After ‘Palestine’: Conflict, terrorism, international law
By LOUIS RENÉ BERES
A new state of Palestine would quickly become a staging area for expanding conflict and terror against Israel.
Once formally established, a new state of Palestine would quickly become a
staging area for expanding conflict and terror against Israel. This is hardly a
Such preparations would also take place while Hezbollah mounted
its own expanding rocket operations against Israel, from Lebanon.
by this growing and synergistic violence to undertake defensive operations,
resultant noncombatant deaths in all relevant theaters of conflict would elicit
howls of international condemnation. Israel, yet again, would be blamed for
alleged violations of international law. The loudest allegations of all,
assuredly, would be predictably sanctimonious cries of
The law of war requires that every use of force by
an army or by an insurgent group meet the test of
Proportionality stipulates that every resort to armed
force must be limited to what is absolutely necessary for meeting essential
military objectives. This principle applies to all calculations of military
advantage, and to all reprisals.
Proportionality does not mean that the
defending state must limit its use of force to the precise “amount” being used
by the other side. Here, the conventional wisdom is flat-out wrong.
is not a judgment of equivalent destructiveness. These legal decisions may also
take into proper account the extent to which an adversary has committed prior,
or even ongoing violations of humanitarian international law.
international law, deception can be acceptable in armed conflict, but the Hague
Regulations do not permit the placement of military assets or military personnel
in populated civilian areas. Prohibition of perfidy can be found at Protocol I
of 1977, additional to the Geneva Conventions of 1949.
These rules are
further reinforced by customary international law.
PERFIDY REPRESENTS a
very serious violation of the law of war. It is even identified as a “grave
breach” at Article 147 of Geneva Convention No. IV.
Thus far, the legal
effect of perfidy committed by Palestinian or Hezbollah terrorists has been to
exclude Israel from any legal responsibility for harm to Arab civilians arising
from counter-terrorist activities.
Historically, viewed against the
background of extensive and always unapologetic terrorist perfidy in Palestinian
territories and Lebanon, Israel has been innocent of any
All combatants, including all insurgents, are bound
to comply with the law of war of international law. This firm requirement
derives not only from what is known as the “Martens Clause,” a paragraph that
makes its first appearance in the Preamble to the 1899 Hague Convention No. II
on land warfare, but additionally, from Article 3, common to the four Geneva
Conventions of August 12, 1949. It is also found at the two Protocols to these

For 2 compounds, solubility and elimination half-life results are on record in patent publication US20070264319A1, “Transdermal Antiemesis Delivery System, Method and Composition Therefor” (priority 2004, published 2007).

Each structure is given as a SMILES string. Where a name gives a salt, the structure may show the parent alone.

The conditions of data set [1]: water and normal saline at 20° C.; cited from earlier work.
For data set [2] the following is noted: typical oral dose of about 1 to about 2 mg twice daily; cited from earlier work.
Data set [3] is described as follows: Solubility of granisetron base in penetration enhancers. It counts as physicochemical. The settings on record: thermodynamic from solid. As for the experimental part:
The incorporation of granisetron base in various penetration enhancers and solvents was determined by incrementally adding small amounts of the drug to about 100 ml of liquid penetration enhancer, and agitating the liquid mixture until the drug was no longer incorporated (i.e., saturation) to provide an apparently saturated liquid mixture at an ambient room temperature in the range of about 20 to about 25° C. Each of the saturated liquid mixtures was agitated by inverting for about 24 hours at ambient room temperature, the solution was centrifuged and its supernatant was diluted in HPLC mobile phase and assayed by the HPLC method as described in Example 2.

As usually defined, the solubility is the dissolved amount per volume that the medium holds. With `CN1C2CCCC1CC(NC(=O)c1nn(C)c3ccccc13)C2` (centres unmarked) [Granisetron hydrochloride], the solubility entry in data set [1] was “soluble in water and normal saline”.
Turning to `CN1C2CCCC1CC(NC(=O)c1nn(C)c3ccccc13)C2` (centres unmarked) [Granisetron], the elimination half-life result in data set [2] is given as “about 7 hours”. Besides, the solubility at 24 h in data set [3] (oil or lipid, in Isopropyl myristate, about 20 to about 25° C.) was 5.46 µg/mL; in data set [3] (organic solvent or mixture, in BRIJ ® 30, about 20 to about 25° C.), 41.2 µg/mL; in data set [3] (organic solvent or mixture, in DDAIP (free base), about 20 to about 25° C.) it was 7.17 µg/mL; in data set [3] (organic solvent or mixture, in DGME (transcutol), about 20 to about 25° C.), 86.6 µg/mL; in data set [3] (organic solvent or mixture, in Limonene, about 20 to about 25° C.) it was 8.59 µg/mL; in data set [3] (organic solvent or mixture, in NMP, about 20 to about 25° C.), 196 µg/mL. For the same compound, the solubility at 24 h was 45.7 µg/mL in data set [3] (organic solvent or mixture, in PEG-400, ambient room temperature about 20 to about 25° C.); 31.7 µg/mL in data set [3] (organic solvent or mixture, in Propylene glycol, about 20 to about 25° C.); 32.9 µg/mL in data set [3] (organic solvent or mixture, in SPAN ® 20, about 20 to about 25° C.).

Any seemingly disproportionate use of force by Israel has
actually been the permissible outcome of prior crimes committed by its
What about Lebanon and the charge of “aggression?” It is not
possible for Israel to commit such a crime.
Lebanon considers itself in a
formal condition of belligerency with the Jewish state. A state cannot commit
aggression against another state with which it is already at war.
CENTRAL legal issue in Middle East conflict is not about Israeli
“disproportionality,” or “aggression,” but rather a persistent Arab willingness
to resort to terrorism and perfidy.
Soon, the UN could again take up the
issue of membership for “Palestine.”
Although any such consideration
would not likely meet the stringent requirements of statehood that were
established at the 1934 Convention on the Rights and Duties of States
(Montevideo Convention), a generally- recognized and totally militarized
Palestinian state would then become a reality.
Israel’s more unstable
future would then be determinable at Article 12 of the PA (Fatah) Charter, which
calls for “the liberation of Palestine completely...,” and at Article 19: “The
struggle will not end until the elimination of the Zionist entity and the
liberation of Palestine.” As for the “less-moderate” Hamas Covenant (Charter of
the Islamic Resistance Movement), it begins with Israel’s annihilation: “Israel
will exist and will continue to exist until Islam will obliterate
International law is not a suicide pact. It stipulates, quite
precisely, that a beleaguered state can do what is required to protect itself
against the grave harms of terrorism and war. As long as Israel remains
consciously committed to the legally correct meanings of “proportionality,” and
does whatever is possible to minimize the collateral harms of its essential
defensive force, Jerusalem need not concern itself about always-contrived
charges of IDF wrongdoing.
For the jurisprudential record, moreover,
Israel remains the only state in the Middle East that has stayed impressively
true to the law of war, and to its own “purity of arms.”
The writer is a
professor of international law at Purdue University. He is the author of many
books and articles dealing with terrorism, international law and the law of war.